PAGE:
"Pang approaches Hawaiian dance as an artistic, creative and educational endeavor, not simply as entertainment … The members of the ensemble take their work very seriously, and their public performances are varied, polished and exciting." - William Feltz, director, arts program, East-West Center (Honolulu)
"True hula is the quintessential expression of Hawaiian cultural values, deeply rooted in tradition and legend… The company’s hula is a far cry from the hip-swaying hula popularized and stereotyped decades ago for Hollywood movies and in songs to lure and entertain tourists.” -Barbara von Furstenberg, former Director of Programming, University of Hawai’i-Manoa
“…the dancers give us a sense of journeying, of different landscapes and change of mood…the women get juicier as they move—sinking into bent knees…” Deborah Jowitt, Village Voice
"The company members’ love for the art form and their warmth permeated throughout the performance so genuinely and (so) inviting," -St. Cloud State University arts advisor Toshiko Schwerdtfeger
Hālau Hula Ka No‘eau [hah-lao hula kah no-ey-ow] is dedicated to preserving and performing traditional hula, a dance style called hula ku‘i. This style evolved from the teachings of the late hula master Maiki Aiu Lake, a revered teacher and artistic director who was one of the hula leaders at the forefront of the Hawaiian renaissance, a movement that began in the 1960s to restore the knowledge of Hawaiian cultural traditions that had almost disappeared. Lake’s styling reflected the gentle mannerisms and courtly dances of the Hawaiian Monarchy during the late 1800s.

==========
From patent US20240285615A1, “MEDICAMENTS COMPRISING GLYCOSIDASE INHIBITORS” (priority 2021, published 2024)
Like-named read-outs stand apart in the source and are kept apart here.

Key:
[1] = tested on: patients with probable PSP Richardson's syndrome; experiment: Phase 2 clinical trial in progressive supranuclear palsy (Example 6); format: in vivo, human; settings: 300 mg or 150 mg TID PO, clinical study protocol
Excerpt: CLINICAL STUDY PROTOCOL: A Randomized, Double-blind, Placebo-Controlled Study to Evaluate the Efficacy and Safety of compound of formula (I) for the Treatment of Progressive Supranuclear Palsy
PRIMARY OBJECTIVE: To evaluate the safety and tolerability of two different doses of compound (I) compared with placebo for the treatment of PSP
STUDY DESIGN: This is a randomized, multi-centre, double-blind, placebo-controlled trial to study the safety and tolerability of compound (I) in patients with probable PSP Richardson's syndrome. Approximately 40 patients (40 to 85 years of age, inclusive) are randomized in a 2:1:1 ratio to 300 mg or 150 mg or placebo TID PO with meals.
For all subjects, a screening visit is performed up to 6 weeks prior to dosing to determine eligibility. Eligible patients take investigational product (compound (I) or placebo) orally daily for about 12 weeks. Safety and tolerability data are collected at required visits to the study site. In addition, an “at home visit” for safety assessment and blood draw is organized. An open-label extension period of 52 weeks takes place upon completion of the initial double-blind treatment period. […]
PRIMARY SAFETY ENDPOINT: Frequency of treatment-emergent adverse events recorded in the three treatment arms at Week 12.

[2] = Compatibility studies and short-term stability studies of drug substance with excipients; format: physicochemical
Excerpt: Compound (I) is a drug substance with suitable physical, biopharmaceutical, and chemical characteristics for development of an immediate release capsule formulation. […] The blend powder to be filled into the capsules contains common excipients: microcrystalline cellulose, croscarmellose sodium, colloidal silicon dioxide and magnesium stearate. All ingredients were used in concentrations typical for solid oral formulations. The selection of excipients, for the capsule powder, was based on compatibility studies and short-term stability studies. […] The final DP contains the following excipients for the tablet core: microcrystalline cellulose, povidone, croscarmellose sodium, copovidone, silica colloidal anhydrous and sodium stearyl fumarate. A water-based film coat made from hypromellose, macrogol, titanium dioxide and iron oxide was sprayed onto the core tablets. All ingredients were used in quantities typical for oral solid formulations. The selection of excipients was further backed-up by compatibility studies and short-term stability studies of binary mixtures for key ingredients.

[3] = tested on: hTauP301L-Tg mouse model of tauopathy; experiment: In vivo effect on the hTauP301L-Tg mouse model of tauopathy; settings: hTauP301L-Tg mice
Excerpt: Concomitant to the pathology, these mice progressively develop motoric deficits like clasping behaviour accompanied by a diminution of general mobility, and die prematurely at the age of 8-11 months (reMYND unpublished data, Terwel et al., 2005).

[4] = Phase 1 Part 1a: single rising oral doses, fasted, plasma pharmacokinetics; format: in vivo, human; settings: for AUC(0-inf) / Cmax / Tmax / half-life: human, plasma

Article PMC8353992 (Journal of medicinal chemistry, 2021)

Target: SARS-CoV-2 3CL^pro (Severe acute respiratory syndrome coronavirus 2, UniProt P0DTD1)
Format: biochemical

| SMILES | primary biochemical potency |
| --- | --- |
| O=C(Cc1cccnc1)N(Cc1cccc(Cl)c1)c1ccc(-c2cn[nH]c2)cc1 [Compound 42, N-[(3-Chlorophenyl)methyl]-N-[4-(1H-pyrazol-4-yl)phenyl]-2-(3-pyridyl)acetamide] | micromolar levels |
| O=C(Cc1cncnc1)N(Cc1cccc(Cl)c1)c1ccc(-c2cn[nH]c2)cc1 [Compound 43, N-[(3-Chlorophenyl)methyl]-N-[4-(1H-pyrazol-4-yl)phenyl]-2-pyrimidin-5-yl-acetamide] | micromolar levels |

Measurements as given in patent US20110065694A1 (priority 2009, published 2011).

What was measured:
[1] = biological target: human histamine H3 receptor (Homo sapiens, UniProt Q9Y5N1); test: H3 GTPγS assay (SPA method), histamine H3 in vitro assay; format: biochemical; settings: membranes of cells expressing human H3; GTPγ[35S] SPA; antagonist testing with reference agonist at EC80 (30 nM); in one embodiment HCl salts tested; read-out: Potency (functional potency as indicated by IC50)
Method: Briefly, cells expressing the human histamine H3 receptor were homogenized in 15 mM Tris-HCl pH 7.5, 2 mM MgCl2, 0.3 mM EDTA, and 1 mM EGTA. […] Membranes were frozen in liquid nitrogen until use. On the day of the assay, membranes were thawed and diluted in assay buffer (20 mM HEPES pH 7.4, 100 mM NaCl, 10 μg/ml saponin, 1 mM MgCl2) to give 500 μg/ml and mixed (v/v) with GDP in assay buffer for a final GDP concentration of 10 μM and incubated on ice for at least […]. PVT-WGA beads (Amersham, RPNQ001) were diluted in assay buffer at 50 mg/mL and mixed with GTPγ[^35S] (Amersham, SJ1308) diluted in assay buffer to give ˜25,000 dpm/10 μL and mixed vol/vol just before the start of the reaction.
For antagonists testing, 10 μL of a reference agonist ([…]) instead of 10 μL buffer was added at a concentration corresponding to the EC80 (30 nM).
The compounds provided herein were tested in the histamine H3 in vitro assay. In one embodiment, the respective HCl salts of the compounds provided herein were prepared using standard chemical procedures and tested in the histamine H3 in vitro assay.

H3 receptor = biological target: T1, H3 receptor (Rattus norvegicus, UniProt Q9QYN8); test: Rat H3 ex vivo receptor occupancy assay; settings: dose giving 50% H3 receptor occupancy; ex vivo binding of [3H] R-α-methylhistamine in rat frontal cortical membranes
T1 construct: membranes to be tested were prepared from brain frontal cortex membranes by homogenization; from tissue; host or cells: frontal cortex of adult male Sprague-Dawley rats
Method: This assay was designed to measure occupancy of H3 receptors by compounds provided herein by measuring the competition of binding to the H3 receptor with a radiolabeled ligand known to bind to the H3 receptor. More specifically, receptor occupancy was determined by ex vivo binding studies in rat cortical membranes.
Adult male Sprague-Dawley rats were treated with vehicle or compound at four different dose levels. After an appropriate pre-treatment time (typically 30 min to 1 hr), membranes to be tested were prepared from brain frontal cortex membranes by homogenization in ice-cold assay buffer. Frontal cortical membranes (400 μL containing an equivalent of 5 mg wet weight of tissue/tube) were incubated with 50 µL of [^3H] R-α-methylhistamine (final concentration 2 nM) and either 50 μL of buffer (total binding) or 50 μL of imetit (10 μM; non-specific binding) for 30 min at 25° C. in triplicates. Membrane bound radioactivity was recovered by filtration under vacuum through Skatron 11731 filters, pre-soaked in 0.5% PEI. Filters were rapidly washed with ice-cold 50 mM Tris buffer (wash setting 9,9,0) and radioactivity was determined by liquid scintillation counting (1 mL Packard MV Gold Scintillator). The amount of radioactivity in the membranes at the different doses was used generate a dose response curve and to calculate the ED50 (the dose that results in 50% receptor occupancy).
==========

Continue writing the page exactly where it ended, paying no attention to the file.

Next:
Michael Pili Pang, founder, kumu hula (hula master), and artistic director of Hālau Hula Ka No‘eau, studied hula under master artists Lake and Mae Klein and master chanter Pualani Kanaka‘ole Kanahele. With his hālau hula (hula school and performing group), he takes the folklore of the Hawaiian Islands and through traditional hula, styling, music and chant present emotional and stirring performances. He explores both the traditional stylings of his “hula genealogy”, and he creates new hulas based in tradition.
"When I choreograph, I try to do the same styling," says Pang. "If my dances look like my teacher’s, then Ive succeeded in retaining and passing down a style. Anyone can teach the dance. But to pass down the styling is quite difficult."
"For Hawaiians, studying and performing hula is a lifelong undertaking, requiring concentration, discipline, and constant practice." -Dance Magazine
The company has won top honors at hula and chant competitions throughout Hawai‘i and has performed in New York City, British Columbia, Minnesota, Arizona and for a number of professional dance companies and universities across the country. In 1997 the Hālau appeared in collaboration with Pittsburgh modern dance company Dance Alloy.
Pang says the reason the company tours is to share Hawaii’s "true culture. We’re trying to bring as much of Hawai‘i to the mainland as possible and not make it so commercialized, but instead as traditional as possible. Because hula is a tradition for us."
Artists website: http://www.artofhula.com
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